Et encore une fois, un travail du métal d’une force impressionnante …. fait par une jolie jeune femme !!! ça, ça me laisse béate …. d’admiration !!

 

* Mycènes et les Atrides : « Agamemnon, Electre, Oreste, Clytemnestre, Egisthe, ici dans ces murs résonnent encore l’écho de leurs trahisons, vengeances, adultères, parricides. Atrée et Thyeste sont maudits par leur père et bannis pour avoir tué leur plus jeune frère. Envers Thyeste qui a tenté de lui ravir le trône, Atrée voue plus tard une haine implacable, et ivre de vengeance massacre trois de ses fils. Afin de régner, Thyeste ordonne à Égisthe, son fils, d’assassiner Atrée. Puis Agamemnon, fils d’Atrée, s’empare du trône de Mycènes. Egisthe séduit Clytemnestre, femme d’Agamemnon, et fait assassiner celui-ci à son retour de la guerre. Sept ans plus tard, Oreste, fils d’Agamemnon, revenu d’exil tue  mère et amant. Ses sœurs, Iphigénie et Électre, connaîssent les mêmes tourments, la première sacrifiée par son père, la seconde condamnée à mort pour avoir vengé son père. Avec Oreste s’éteint la lignée des Atrides à la descendance maudite. »-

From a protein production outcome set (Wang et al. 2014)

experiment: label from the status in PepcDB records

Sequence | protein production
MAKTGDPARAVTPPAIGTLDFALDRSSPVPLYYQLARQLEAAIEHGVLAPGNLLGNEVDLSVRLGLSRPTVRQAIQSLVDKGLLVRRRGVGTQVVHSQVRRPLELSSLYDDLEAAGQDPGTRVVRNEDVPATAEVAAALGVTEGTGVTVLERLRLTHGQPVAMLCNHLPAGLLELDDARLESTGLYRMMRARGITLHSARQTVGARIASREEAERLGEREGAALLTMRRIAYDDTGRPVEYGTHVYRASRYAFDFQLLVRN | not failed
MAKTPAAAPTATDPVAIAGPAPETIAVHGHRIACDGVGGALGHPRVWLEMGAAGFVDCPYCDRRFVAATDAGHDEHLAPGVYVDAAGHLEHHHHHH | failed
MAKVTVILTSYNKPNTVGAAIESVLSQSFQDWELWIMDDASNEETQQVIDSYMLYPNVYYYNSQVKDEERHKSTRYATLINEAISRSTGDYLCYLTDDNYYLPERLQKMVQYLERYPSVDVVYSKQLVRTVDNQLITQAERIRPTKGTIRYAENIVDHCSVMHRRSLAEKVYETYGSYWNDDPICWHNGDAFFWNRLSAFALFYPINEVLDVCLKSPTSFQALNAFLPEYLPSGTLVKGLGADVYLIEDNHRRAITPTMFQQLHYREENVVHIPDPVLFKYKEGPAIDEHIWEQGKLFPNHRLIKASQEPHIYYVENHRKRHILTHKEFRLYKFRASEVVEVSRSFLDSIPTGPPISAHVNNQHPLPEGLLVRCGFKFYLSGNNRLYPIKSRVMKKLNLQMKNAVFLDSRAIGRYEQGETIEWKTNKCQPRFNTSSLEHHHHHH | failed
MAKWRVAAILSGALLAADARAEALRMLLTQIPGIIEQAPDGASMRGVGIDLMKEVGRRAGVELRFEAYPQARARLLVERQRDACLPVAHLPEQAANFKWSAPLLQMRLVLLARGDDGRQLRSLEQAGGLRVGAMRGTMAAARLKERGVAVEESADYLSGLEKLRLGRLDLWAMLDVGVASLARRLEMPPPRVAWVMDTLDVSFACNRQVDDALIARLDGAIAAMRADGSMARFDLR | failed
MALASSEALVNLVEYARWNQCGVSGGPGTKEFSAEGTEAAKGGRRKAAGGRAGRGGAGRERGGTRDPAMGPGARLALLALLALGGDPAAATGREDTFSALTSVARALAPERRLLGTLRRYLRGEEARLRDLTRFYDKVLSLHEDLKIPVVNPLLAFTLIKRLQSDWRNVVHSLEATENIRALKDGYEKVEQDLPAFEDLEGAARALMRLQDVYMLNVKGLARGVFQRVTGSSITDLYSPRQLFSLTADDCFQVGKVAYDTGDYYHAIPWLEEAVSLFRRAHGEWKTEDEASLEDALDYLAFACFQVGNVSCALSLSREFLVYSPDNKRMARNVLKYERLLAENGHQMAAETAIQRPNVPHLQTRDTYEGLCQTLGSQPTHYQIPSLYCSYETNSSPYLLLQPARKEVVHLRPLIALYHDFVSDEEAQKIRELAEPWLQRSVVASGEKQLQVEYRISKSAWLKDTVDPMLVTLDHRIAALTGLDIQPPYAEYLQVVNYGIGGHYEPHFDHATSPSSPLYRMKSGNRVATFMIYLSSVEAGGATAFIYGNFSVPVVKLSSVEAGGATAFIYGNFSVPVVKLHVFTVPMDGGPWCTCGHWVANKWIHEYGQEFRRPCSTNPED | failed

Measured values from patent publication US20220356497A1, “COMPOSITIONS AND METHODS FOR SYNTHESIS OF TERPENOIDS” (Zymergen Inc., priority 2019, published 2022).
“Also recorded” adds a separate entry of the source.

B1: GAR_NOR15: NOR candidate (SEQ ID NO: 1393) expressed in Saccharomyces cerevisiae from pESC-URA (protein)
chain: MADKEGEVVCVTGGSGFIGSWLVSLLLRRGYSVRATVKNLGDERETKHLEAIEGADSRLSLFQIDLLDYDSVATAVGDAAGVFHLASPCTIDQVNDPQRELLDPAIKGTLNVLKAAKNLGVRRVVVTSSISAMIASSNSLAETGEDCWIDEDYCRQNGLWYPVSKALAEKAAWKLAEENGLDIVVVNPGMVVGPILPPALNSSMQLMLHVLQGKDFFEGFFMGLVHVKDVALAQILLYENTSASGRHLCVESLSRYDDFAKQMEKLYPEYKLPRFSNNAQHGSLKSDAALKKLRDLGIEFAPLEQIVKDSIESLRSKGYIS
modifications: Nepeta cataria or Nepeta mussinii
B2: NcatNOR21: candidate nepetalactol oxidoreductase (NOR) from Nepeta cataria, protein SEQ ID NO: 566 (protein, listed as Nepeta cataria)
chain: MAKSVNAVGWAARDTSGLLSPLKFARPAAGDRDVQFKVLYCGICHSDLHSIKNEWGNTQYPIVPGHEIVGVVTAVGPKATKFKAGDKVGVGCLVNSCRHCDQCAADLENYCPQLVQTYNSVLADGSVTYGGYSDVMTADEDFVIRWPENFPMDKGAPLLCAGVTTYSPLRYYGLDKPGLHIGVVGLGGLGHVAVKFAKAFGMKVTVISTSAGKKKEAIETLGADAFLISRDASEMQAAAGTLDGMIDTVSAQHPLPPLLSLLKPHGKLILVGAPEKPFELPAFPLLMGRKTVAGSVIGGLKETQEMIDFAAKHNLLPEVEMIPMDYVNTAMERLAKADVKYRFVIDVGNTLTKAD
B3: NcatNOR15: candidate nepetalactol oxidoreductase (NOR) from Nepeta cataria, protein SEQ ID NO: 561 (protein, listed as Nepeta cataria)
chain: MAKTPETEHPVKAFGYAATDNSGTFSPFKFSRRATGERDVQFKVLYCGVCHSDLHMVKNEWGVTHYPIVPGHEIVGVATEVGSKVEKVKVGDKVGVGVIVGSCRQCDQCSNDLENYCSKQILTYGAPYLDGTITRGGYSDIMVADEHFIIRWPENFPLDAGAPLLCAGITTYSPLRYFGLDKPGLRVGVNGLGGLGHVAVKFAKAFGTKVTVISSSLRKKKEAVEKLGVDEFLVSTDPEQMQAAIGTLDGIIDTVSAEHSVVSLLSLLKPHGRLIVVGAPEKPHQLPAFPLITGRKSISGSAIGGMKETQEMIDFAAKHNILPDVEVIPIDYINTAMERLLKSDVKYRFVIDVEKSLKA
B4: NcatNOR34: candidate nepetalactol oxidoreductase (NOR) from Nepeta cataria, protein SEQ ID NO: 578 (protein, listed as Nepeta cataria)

Petite, on rentrait à Athènes, le soir, après un week-end à la mer …. et on entendait des chiens (des chacals ?) hurler, là-haut, sur la colline de Mycènes ….. et moi qui adorait les légendes, pétrifiée, je pensais entendre les cris de ces rois assassinés ….. je frissonnais avec délices au fond de la voiture…..

http://imageaction.files.wordpress.com/2007/09/mycenes1.jpg